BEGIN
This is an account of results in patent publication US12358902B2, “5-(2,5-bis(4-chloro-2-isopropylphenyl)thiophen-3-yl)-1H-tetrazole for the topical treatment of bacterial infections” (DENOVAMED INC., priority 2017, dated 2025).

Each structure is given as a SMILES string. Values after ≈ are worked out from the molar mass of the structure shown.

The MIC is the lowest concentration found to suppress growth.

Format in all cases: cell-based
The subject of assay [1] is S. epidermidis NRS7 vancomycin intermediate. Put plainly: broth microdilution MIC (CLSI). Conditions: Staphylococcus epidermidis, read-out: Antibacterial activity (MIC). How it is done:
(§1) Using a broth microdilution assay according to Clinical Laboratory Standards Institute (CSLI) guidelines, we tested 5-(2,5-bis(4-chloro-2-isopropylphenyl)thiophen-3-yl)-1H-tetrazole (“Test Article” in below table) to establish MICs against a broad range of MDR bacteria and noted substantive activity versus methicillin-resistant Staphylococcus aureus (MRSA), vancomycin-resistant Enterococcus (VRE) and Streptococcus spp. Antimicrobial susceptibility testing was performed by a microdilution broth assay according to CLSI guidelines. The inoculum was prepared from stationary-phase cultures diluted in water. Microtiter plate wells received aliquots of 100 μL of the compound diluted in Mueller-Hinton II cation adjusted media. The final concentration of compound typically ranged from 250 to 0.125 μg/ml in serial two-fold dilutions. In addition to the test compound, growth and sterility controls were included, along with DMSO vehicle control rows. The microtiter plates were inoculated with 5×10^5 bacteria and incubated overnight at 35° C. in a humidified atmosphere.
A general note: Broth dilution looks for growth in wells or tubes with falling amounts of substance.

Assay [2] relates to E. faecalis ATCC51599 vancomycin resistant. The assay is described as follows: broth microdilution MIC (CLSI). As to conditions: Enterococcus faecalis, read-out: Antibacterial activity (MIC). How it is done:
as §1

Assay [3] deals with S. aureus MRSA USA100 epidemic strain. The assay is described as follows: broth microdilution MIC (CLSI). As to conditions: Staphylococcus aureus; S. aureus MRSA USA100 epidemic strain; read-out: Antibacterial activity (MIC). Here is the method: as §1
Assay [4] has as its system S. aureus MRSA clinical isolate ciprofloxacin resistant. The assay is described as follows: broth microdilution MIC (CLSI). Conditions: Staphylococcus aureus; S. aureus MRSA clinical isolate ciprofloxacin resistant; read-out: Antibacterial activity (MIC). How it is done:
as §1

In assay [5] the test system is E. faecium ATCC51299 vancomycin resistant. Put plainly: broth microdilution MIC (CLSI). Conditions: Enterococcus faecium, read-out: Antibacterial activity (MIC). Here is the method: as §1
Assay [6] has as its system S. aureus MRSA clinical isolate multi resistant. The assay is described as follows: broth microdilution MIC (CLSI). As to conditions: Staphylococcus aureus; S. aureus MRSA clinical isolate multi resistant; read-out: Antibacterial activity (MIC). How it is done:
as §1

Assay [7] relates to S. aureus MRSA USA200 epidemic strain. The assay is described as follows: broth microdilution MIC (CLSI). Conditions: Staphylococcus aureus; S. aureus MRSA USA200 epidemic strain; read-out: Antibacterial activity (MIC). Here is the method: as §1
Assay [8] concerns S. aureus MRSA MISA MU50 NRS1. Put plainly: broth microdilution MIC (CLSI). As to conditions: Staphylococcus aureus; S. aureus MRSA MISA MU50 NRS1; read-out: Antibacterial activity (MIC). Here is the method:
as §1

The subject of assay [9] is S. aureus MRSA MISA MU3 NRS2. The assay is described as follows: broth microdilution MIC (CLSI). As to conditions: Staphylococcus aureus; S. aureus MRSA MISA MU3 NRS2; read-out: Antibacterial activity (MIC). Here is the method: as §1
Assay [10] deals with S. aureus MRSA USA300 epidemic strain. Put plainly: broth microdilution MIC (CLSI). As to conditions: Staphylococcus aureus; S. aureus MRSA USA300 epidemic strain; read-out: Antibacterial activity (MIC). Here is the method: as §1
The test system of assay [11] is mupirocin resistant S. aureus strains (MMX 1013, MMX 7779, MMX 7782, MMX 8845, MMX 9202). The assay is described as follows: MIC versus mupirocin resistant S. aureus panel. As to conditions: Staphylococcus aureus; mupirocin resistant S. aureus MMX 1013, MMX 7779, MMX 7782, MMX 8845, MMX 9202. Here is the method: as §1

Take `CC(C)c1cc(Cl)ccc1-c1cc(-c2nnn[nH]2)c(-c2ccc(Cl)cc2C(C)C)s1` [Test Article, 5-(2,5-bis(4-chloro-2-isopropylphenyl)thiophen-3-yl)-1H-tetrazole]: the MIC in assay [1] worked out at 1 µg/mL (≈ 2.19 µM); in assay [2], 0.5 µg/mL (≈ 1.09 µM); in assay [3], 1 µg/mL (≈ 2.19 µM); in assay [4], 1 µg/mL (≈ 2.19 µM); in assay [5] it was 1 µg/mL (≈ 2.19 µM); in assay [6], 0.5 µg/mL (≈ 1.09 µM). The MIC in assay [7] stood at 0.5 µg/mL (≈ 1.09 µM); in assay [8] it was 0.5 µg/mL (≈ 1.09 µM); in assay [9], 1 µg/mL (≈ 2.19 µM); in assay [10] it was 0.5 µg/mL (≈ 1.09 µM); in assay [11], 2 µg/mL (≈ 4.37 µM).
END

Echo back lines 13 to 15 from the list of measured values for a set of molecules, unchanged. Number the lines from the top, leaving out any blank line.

In assay [5] the test system is E. faecium ATCC51299 vancomycin resistant. Put plainly: broth microdilution MIC (CLSI). Conditions: Enterococcus faecium, read-out: Antibacterial activity (MIC). Here is the method: as §1
Assay [6] has as its system S. aureus MRSA clinical isolate multi resistant. The assay is described as follows: broth microdilution MIC (CLSI). As to conditions: Staphylococcus aureus; S. aureus MRSA clinical isolate multi resistant; read-out: Antibacterial activity (MIC). How it is done:
as §1